The specific ion effects on macromolecular systems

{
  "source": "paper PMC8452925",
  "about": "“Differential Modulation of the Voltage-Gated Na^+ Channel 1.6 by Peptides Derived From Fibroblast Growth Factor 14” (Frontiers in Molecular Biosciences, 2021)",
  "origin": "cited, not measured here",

Ion specific effects are observed in a broad range of aqueous solutions. In particular, ion-specific effect in macromolecular systems are commonly known as the normal and reverse Hofmeister effects. This dissertation examines these Hofmeister effects in model examples and the protein ubiquitin, describing work to probe the thermodynamics of the non-covalent interactions behind these phenomena. Furthermore, how these ion specific effects can be utilized to control reactions in nano-spaces is also discussed. The direct interaction of anions with synthetic water-soluble molecules, including cyclodextrins and small-cavitands, has been proved to be useful models to study the thermodynamics of the interaction of anions with well-defined, non-polar pockets, and therefore to mimic the direct ionic interaction with more complicated macromolecules such as proteins. The effect of structure modification to the cyclodextrins and small-cavitands will be discussed. Ubiquitin is selected as the model protein to study the reverse Hofmeister effect and its mechanism. The effect on the changes in its biophysical properties, especially its aggregation and thermally induced unfolding, demonstrate that changes follow the reverse Hofmeister effect at low pH, and suggest that at higher pH normal, salting-in Hofmeister effects are manifest. The mechanism of these processes is explored with the HSQC NMR titrations to detect anion binding to specific points on the ubiquitin surface. Binding affinities were determined. The strong correlation of the binding affinity with the observation of the biophysical properties, including the aggregation and thermally induced unfolding, suggests that the reverse Hofmeister effect is directly driven by the anion specific interactions to preferred binding sites on the protein surface. The encapsulation and reactivity of an α,ω-amino halide guest within two supramolecular containers has been characterized. The NMR spectroscopy results suggest these long-chain guests adopt J-shaped conformation or motifs in the dimeric nano-capsule space. The kinetics of the macrocyclization reaction of this guest, was explored in the presence of different salts. Both anion and cation effects show the reaction rate is modulated by the ions in solution and follow the Hofmeister effect.